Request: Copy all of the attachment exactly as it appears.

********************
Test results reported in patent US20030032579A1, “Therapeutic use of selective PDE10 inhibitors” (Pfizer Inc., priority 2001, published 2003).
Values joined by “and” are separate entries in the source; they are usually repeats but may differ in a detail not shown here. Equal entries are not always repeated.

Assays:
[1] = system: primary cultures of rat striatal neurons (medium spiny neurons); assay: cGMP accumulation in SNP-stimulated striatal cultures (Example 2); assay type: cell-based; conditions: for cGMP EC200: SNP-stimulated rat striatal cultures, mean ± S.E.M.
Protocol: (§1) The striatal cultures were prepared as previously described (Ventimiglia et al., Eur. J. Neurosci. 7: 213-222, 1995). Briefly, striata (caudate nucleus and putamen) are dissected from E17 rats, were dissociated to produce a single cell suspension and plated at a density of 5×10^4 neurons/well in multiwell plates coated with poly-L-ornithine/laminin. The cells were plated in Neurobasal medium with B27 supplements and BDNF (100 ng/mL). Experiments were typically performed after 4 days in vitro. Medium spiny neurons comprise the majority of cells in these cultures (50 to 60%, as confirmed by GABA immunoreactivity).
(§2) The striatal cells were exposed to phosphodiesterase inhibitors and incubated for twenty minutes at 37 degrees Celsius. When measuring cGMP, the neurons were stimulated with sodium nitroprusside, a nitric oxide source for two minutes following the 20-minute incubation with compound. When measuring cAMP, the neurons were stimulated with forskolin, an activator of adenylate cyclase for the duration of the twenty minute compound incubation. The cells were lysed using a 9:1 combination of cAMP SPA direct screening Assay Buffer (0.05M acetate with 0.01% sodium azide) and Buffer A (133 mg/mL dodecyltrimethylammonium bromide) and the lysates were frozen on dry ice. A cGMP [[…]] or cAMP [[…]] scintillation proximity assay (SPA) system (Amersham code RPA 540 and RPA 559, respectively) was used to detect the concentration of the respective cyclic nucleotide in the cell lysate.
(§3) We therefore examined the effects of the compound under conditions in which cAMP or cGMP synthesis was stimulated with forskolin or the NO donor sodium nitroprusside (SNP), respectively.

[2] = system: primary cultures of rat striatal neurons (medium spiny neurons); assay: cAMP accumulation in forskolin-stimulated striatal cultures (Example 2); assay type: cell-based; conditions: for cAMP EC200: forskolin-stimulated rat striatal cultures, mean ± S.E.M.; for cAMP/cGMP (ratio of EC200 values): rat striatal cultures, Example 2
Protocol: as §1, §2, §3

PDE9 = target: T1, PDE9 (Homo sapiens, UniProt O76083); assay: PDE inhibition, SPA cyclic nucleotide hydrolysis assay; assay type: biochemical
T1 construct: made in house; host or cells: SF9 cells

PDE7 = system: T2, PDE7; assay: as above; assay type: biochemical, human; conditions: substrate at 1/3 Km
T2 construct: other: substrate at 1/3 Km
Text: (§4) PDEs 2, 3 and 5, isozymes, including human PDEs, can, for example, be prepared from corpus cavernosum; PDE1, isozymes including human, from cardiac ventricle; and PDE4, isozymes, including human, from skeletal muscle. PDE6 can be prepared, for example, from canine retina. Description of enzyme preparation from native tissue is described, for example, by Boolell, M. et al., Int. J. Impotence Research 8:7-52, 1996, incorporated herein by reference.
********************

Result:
Test results reported in patent US20030032579A1, “Therapeutic use of selective PDE10 inhibitors” (Pfizer Inc., priority 2001, published 2003).
Values joined by “and” are separate entries in the source; they are usually repeats but may differ in a detail not shown here. Equal entries are not always repeated.

Assays:
[1] = system: primary cultures of rat striatal neurons (medium spiny neurons); assay: cGMP accumulation in SNP-stimulated striatal cultures (Example 2); assay type: cell-based; conditions: for cGMP EC200: SNP-stimulated rat striatal cultures, mean ± S.E.M.
Protocol: (§1) The striatal cultures were prepared as previously described (Ventimiglia et al., Eur. J. Neurosci. 7: 213-222, 1995). Briefly, striata (caudate nucleus and putamen) are dissected from E17 rats, were dissociated to produce a single cell suspension and plated at a density of 5×10^4 neurons/well in multiwell plates coated with poly-L-ornithine/laminin. The cells were plated in Neurobasal medium with B27 supplements and BDNF (100 ng/mL). Experiments were typically performed after 4 days in vitro. Medium spiny neurons comprise the majority of cells in these cultures (50 to 60%, as confirmed by GABA immunoreactivity).
(§2) The striatal cells were exposed to phosphodiesterase inhibitors and incubated for twenty minutes at 37 degrees Celsius. When measuring cGMP, the neurons were stimulated with sodium nitroprusside, a nitric oxide source for two minutes following the 20-minute incubation with compound. When measuring cAMP, the neurons were stimulated with forskolin, an activator of adenylate cyclase for the duration of the twenty minute compound incubation. The cells were lysed using a 9:1 combination of cAMP SPA direct screening Assay Buffer (0.05M acetate with 0.01% sodium azide) and Buffer A (133 mg/mL dodecyltrimethylammonium bromide) and the lysates were frozen on dry ice. A cGMP [[…]] or cAMP [[…]] scintillation proximity assay (SPA) system (Amersham code RPA 540 and RPA 559, respectively) was used to detect the concentration of the respective cyclic nucleotide in the cell lysate.
(§3) We therefore examined the effects of the compound under conditions in which cAMP or cGMP synthesis was stimulated with forskolin or the NO donor sodium nitroprusside (SNP), respectively.

[2] = system: primary cultures of rat striatal neurons (medium spiny neurons); assay: cAMP accumulation in forskolin-stimulated striatal cultures (Example 2); assay type: cell-based; conditions: for cAMP EC200: forskolin-stimulated rat striatal cultures, mean ± S.E.M.; for cAMP/cGMP (ratio of EC200 values): rat striatal cultures, Example 2
Protocol: as §1, §2, §3

PDE9 = target: T1, PDE9 (Homo sapiens, UniProt O76083); assay: PDE inhibition, SPA cyclic nucleotide hydrolysis assay; assay type: biochemical
T1 construct: made in house; host or cells: SF9 cells

PDE7 = system: T2, PDE7; assay: as above; assay type: biochemical, human; conditions: substrate at 1/3 Km
T2 construct: other: substrate at 1/3 Km
Text: (§4) PDEs 2, 3 and 5, isozymes, including human PDEs, can, for example, be prepared from corpus cavernosum; PDE1, isozymes including human, from cardiac ventricle; and PDE4, isozymes, including human, from skeletal muscle. PDE6 can be prepared, for example, from canine retina. Description of enzyme preparation from native tissue is described, for example, by Boolell, M. et al., Int. J. Impotence Research 8:7-52, 1996, incorporated herein by reference.